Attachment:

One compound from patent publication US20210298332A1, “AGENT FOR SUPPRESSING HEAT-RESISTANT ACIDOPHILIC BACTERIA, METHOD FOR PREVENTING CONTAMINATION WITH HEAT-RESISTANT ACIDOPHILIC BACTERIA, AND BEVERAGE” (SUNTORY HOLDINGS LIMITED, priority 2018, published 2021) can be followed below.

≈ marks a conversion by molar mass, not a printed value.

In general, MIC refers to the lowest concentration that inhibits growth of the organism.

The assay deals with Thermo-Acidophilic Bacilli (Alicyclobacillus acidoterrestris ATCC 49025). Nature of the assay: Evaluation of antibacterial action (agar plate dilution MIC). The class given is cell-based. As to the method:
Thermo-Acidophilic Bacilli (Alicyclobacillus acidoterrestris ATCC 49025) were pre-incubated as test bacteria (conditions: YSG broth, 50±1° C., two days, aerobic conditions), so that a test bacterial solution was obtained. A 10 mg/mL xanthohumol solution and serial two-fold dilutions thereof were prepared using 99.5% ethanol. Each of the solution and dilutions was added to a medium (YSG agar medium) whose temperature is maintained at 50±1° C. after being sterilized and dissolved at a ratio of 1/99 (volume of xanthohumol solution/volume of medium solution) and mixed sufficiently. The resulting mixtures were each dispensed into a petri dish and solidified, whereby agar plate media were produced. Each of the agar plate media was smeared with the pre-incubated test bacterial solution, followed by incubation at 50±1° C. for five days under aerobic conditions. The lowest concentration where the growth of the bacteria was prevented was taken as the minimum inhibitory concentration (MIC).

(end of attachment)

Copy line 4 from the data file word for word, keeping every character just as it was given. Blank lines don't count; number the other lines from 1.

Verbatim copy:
The assay deals with Thermo-Acidophilic Bacilli (Alicyclobacillus acidoterrestris ATCC 49025). Nature of the assay: Evaluation of antibacterial action (agar plate dilution MIC). The class given is cell-based. As to the method: